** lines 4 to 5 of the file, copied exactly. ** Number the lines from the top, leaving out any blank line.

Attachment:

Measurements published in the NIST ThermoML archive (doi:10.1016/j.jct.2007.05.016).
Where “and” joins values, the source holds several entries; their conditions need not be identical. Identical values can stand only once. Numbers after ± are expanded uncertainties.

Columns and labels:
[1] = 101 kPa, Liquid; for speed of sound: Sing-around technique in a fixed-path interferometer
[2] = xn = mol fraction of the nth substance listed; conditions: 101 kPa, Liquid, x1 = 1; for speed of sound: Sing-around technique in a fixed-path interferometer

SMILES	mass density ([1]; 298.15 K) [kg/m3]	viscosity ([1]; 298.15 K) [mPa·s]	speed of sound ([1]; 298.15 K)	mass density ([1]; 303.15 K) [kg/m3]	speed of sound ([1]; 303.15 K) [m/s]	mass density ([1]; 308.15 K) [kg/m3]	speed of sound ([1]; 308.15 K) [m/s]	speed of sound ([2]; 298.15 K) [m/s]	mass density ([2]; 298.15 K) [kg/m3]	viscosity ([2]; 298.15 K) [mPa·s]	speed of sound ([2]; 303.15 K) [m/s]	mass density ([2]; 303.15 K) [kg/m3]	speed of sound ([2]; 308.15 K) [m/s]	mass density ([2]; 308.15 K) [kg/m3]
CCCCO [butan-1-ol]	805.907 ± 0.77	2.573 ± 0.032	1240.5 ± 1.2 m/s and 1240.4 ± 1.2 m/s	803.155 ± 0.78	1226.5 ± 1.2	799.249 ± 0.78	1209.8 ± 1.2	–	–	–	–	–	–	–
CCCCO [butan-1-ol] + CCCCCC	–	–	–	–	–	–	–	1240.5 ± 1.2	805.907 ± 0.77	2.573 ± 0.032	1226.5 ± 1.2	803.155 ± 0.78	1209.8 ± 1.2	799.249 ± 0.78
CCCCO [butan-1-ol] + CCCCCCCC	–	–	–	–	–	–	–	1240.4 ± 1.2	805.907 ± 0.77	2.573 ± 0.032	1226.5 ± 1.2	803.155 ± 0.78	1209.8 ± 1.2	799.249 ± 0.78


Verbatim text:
[1] = 101 kPa, Liquid; for speed of sound: Sing-around technique in a fixed-path interferometer
[2] = xn = mol fraction of the nth substance listed; conditions: 101 kPa, Liquid, x1 = 1; for speed of sound: Sing-around technique in a fixed-path interferometer